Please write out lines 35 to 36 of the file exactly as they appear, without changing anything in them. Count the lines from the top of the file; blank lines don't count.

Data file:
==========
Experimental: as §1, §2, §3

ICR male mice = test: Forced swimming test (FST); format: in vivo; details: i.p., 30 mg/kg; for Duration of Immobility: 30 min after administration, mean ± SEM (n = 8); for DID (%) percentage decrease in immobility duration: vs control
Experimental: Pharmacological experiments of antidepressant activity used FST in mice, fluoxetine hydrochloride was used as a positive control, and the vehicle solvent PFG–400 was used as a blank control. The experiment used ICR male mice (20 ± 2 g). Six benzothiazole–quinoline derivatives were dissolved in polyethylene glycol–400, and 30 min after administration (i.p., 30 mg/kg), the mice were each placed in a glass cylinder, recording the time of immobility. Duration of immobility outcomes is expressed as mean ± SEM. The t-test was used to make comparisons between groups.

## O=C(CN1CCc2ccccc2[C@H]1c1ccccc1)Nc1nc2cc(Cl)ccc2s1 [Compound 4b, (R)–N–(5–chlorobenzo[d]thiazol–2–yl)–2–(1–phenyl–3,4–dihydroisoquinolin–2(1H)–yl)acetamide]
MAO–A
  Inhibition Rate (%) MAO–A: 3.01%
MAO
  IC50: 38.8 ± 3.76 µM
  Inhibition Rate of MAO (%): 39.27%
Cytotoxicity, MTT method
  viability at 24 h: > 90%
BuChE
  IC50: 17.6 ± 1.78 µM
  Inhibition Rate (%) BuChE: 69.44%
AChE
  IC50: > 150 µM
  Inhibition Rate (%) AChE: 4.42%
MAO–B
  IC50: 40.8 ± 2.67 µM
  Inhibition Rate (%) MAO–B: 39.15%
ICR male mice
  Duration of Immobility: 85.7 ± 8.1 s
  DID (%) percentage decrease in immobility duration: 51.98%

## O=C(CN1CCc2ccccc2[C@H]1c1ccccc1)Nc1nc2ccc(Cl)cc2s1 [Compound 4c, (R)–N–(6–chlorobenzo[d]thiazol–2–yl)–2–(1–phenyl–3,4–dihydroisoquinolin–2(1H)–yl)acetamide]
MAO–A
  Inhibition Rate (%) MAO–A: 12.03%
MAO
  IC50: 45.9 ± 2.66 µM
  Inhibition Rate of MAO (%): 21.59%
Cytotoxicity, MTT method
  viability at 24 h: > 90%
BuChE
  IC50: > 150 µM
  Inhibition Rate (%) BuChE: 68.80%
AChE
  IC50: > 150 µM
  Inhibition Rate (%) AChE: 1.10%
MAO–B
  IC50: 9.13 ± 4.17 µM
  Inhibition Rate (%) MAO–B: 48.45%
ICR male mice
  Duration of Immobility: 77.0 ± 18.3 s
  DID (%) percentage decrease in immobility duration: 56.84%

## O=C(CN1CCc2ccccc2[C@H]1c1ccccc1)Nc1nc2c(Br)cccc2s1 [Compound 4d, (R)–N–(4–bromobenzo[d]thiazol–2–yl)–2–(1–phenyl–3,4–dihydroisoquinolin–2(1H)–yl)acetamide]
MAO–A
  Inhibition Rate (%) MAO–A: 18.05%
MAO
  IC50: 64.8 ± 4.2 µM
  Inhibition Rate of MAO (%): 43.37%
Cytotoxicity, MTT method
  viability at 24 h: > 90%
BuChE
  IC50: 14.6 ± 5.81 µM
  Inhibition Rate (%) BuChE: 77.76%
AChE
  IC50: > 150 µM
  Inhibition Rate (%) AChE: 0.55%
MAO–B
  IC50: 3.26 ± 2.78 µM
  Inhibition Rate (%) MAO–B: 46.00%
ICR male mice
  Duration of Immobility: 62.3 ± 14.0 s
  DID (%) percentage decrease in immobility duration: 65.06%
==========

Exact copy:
AChE
  IC50: > 150 µM